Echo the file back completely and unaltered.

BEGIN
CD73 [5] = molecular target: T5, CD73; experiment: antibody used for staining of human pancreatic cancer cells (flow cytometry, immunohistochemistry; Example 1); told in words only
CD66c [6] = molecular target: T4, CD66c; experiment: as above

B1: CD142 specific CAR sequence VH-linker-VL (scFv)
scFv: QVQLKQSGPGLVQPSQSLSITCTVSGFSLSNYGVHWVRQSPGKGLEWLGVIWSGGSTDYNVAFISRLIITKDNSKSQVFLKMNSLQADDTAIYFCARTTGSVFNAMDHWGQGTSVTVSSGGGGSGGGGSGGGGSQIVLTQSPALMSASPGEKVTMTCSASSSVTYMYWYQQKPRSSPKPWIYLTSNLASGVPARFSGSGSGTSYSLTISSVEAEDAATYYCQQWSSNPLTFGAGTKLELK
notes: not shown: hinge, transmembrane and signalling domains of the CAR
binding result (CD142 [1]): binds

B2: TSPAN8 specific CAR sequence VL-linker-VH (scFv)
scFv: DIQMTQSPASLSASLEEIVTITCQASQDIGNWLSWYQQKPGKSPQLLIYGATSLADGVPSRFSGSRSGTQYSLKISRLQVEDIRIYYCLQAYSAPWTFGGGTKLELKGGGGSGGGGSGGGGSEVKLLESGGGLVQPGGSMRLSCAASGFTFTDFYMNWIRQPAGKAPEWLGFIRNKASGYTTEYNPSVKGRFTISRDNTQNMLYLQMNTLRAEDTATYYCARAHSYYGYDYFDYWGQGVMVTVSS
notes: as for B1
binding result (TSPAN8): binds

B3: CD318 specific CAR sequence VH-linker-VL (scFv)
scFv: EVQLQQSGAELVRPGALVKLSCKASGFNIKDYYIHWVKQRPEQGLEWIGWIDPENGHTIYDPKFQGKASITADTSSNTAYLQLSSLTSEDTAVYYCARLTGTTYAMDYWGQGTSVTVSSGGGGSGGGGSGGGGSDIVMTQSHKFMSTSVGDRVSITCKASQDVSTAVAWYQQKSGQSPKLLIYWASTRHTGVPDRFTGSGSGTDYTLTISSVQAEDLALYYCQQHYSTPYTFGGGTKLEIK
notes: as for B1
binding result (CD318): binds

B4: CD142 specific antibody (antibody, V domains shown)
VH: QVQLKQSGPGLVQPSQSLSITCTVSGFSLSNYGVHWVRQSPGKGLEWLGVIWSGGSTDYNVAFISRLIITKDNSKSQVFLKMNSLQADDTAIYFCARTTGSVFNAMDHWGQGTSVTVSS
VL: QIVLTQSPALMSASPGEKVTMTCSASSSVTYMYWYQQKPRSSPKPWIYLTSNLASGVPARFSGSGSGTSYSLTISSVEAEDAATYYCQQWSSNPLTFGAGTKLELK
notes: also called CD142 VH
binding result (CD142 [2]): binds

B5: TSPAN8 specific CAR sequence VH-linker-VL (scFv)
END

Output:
CD73 [5] = molecular target: T5, CD73; experiment: antibody used for staining of human pancreatic cancer cells (flow cytometry, immunohistochemistry; Example 1); told in words only
CD66c [6] = molecular target: T4, CD66c; experiment: as above

B1: CD142 specific CAR sequence VH-linker-VL (scFv)
scFv: QVQLKQSGPGLVQPSQSLSITCTVSGFSLSNYGVHWVRQSPGKGLEWLGVIWSGGSTDYNVAFISRLIITKDNSKSQVFLKMNSLQADDTAIYFCARTTGSVFNAMDHWGQGTSVTVSSGGGGSGGGGSGGGGSQIVLTQSPALMSASPGEKVTMTCSASSSVTYMYWYQQKPRSSPKPWIYLTSNLASGVPARFSGSGSGTSYSLTISSVEAEDAATYYCQQWSSNPLTFGAGTKLELK
notes: not shown: hinge, transmembrane and signalling domains of the CAR
binding result (CD142 [1]): binds

B2: TSPAN8 specific CAR sequence VL-linker-VH (scFv)
scFv: DIQMTQSPASLSASLEEIVTITCQASQDIGNWLSWYQQKPGKSPQLLIYGATSLADGVPSRFSGSRSGTQYSLKISRLQVEDIRIYYCLQAYSAPWTFGGGTKLELKGGGGSGGGGSGGGGSEVKLLESGGGLVQPGGSMRLSCAASGFTFTDFYMNWIRQPAGKAPEWLGFIRNKASGYTTEYNPSVKGRFTISRDNTQNMLYLQMNTLRAEDTATYYCARAHSYYGYDYFDYWGQGVMVTVSS
notes: as for B1
binding result (TSPAN8): binds

B3: CD318 specific CAR sequence VH-linker-VL (scFv)
scFv: EVQLQQSGAELVRPGALVKLSCKASGFNIKDYYIHWVKQRPEQGLEWIGWIDPENGHTIYDPKFQGKASITADTSSNTAYLQLSSLTSEDTAVYYCARLTGTTYAMDYWGQGTSVTVSSGGGGSGGGGSGGGGSDIVMTQSHKFMSTSVGDRVSITCKASQDVSTAVAWYQQKSGQSPKLLIYWASTRHTGVPDRFTGSGSGTDYTLTISSVQAEDLALYYCQQHYSTPYTFGGGTKLEIK
notes: as for B1
binding result (CD318): binds

B4: CD142 specific antibody (antibody, V domains shown)
VH: QVQLKQSGPGLVQPSQSLSITCTVSGFSLSNYGVHWVRQSPGKGLEWLGVIWSGGSTDYNVAFISRLIITKDNSKSQVFLKMNSLQADDTAIYFCARTTGSVFNAMDHWGQGTSVTVSS
VL: QIVLTQSPALMSASPGEKVTMTCSASSSVTYMYWYQQKPRSSPKPWIYLTSNLASGVPARFSGSGSGTSYSLTISSVEAEDAATYYCQQWSSNPLTFGAGTKLELK
notes: also called CD142 VH
binding result (CD142 [2]): binds

B5: TSPAN8 specific CAR sequence VH-linker-VL (scFv)